Spearheaded by Gordon Brown, former MP and PM, and patron of the Cottage, is calling on all local businesses and individuals who can afford it to help tackle the growing scourge of poverty and mental health among young people in the area.
The appeal is a joint effort between the Cottage, Kirkcaldy Foodbank and Greener Kirkcaldy.
With the number of people self-harming or even committing suicide on the increase, the centre says that stepping in to help at an earlier stage, before things reach crisis point, is vital.
The move comes after Kirkcaldy East was named the fifth worst for child poverty among Scottish local authority wards – and the worst outside Glasgow.
Mr Brown said: “With 39 per cent of children already in poverty and the figure set to rise 10 per cent after Universal Credit is fully introduced in Kirkcaldy, and with the freeze of children’s and other benefits for the next few years, we have to act now to stop more people falling into a downward spiral of poverty and poor mental health.
“Because of shortages in the NHS, which has long waiting lists for mental health counselling, the Cottage is now dealing with children with a range of mental health needs.
“The Dads’ Club involves and supports young fathers, while the new ‘Bringing Up Bairns’ project supports grandparents and carers to gain the necessary skills to help bring up their grandchildren or children.
“The Cottage is trying innovative new ways of supporting families in many different ways, but to do so more financial support is needed urgently.”
With an ever-increasing waiting list at the Cottage for mental health counselling, last year’s appeal meant that the two children’s therapeutic workers, funded through money from Children in Need, were able to take on extra hours to offer help to more youngsters, and the latest appeal wants to continue and expand on that work.
In addition requests for help from Kirkcaldy Foodbank and Greener Energy have doubled In the last month, with a third of the foodbank requests resulting from the introduction of Universal Credit, while the Cottage’s Christmas appeal which in 2011 had catered for 100 children, last year rocketed to 955.
The appeal follows a meeting convened by Councillor Neil Crooks, chairman of the Kirkcaldy area committee, at the Town House where those attending were told about the level of need in the town and the opportunity to help.
“We have had one or two very generous business owners donating to the appeals on a regular basis,” said Marilyn Livingstone, chairman of the Cottage Centre’s management committee.
“Churches, schools, banks and shops have donation points and we thank them very much, but we want to explain to others who could assist, the real difference they can make for a relatively small investment that will maximize business and public support.”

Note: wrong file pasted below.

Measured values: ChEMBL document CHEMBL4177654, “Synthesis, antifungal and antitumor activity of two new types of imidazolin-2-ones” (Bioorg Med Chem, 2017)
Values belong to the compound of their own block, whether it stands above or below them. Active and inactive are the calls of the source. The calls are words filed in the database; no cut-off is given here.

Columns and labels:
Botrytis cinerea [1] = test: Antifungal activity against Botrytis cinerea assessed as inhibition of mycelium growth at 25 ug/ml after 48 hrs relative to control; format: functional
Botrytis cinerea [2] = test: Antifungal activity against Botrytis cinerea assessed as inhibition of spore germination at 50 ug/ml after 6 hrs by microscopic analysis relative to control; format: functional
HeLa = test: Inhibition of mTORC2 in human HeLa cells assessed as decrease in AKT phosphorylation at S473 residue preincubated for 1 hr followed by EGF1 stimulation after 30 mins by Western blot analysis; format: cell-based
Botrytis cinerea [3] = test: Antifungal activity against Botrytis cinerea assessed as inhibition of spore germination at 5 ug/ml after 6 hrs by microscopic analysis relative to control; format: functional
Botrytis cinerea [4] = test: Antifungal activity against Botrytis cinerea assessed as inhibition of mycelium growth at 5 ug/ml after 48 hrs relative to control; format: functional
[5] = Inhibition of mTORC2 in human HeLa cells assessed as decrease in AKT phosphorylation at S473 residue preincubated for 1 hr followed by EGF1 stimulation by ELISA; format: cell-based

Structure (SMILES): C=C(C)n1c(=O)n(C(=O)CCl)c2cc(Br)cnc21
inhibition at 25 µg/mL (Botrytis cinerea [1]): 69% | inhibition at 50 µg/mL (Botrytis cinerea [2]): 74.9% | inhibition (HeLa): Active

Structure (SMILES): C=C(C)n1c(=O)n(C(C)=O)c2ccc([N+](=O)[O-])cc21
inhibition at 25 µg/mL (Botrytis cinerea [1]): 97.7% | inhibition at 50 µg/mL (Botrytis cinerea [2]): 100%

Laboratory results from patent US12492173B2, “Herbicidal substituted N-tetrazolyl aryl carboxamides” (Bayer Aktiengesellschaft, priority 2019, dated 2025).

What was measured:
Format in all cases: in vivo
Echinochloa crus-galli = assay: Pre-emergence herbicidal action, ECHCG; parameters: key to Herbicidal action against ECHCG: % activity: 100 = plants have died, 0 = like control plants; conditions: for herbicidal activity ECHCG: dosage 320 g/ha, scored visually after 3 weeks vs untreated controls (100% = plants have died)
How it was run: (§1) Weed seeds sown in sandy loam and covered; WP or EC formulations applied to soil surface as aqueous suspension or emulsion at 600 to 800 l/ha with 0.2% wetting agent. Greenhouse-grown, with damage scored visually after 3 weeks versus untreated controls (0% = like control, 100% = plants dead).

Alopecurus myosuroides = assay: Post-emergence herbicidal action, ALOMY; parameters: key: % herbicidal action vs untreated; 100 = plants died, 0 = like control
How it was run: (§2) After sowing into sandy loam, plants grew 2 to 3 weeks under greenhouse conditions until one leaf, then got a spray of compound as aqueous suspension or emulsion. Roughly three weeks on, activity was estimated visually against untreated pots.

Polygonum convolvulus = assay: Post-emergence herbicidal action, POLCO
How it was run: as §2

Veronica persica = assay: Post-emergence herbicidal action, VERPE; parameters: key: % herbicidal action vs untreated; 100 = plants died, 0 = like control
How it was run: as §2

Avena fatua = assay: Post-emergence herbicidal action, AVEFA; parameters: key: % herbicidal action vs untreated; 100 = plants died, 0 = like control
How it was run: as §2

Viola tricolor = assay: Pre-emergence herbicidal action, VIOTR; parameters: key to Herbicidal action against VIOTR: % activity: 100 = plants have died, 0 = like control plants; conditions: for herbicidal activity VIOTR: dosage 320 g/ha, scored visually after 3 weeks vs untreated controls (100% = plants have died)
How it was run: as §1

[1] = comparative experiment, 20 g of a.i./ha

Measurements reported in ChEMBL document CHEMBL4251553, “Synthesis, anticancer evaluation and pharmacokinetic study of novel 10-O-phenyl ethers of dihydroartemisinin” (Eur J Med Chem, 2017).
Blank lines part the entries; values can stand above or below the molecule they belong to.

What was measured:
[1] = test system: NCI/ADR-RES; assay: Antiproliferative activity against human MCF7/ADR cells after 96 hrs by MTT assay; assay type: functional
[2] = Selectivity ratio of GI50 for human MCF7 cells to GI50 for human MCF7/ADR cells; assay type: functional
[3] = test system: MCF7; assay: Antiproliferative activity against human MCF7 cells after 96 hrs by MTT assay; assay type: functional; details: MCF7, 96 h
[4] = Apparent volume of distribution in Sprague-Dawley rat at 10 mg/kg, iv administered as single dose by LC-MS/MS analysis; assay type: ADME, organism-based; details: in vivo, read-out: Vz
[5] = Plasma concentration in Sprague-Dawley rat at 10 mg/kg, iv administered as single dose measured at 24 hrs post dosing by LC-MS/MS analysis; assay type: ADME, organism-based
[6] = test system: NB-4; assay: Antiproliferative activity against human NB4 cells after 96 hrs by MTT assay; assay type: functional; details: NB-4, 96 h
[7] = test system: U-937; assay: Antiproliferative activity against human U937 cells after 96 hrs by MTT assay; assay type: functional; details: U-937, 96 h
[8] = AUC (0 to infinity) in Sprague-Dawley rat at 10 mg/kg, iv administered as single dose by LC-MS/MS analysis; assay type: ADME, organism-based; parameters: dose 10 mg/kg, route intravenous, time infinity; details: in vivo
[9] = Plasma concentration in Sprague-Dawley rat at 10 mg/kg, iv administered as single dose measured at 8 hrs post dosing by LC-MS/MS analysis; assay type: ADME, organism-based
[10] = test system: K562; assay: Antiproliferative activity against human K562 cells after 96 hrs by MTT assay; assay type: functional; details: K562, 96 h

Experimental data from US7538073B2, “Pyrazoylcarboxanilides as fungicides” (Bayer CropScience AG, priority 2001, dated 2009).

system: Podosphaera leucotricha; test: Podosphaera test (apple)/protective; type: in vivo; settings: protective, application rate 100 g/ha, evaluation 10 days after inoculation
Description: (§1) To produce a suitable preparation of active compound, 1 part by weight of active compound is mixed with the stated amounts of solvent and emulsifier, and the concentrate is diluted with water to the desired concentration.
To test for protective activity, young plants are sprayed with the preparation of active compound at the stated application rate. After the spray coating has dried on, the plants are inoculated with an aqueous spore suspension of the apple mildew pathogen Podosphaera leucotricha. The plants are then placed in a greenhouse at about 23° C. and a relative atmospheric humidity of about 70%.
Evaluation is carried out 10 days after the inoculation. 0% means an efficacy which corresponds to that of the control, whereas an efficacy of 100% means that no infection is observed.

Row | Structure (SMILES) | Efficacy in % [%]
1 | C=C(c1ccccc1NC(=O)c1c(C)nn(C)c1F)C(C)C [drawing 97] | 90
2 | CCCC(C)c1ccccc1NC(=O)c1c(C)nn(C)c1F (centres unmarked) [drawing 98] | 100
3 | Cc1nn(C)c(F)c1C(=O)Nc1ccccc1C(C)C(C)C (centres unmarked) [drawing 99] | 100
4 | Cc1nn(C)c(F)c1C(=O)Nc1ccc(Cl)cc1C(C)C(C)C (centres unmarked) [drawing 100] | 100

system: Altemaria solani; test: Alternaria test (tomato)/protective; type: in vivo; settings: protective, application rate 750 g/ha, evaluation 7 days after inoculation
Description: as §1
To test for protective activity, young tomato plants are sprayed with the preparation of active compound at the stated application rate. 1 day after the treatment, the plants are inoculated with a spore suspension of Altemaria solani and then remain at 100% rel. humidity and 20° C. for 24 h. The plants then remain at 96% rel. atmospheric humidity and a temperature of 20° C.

Pauline Buchan, service manager at the Cottage, added: “The need is now overwhelming us, worse than I have seen in all my years working in the community, and we have to find a more sustainable basis for funding.
“More families are coming to us because of the changes in Universal Credit and the benefits freeze. Many families are working but still cannot make ends meet.
“Poverty is one of the main contributing factors to poor mental wellbeing and we need, as a community, to continue to support the most vulnerable to ensure they have access to the support they need when they need it.
“If everyone was as generous towards this campaign as they are to our Christmas appeal we can help to continue to deliver the vital services to help people to help themselves out of poverty and the downward spiral of mental health problems.
“We want to be able to help our young people to build a future for themselves with hope rather than the despair which poverty can lead to.”
Meanwhile Claire Baker MSP has called for the Scottish Government to step up its efforts to tackle mental health, particularly amongst children and young people.
The call comes as it is revealed that there have been more than a 1000 rejected referrals to child mental health services for three health boards in Scotland.
Between April and December 2017, NHS Fife had 249 rejected referrals to the Child and Adolescent Mental Health Services; NHS Forth Valley 210 and NHS Tayside 567.
The 115th (Chapel) Scout troop have helped to boost an appeal set up to tackle food poverty in Kirkcaldy. The troop held a tombola and displayed some of their acquired skills at the Ralston Drive Co-op, one of the four Kirkcaldy stores taking part in the ‘31 days in May’ appeal. The appeal was set up by the four Co-ops after one of the managers attended a meeting about the level of poverty in the town and decided he wanted to do something to help. Each of the four stores has been busy holding bake sales, raffles, tombolas and doing sponsored events to raise as much money as possible to be divided between three local charities trying to reduce the problem. And on Saturday the Scouts decided to do their bit to help out by running the tombola and making and selling key-ring buddies at the Co-op on Dunnikier Estate which is helping the troop through its dividend scheme. Ian McIntyre, chairman of the 115th group, said: “They have been helping us, so we were happy to help them by doing a couple of hours fundraising. We managed to raise £153 to help the cause.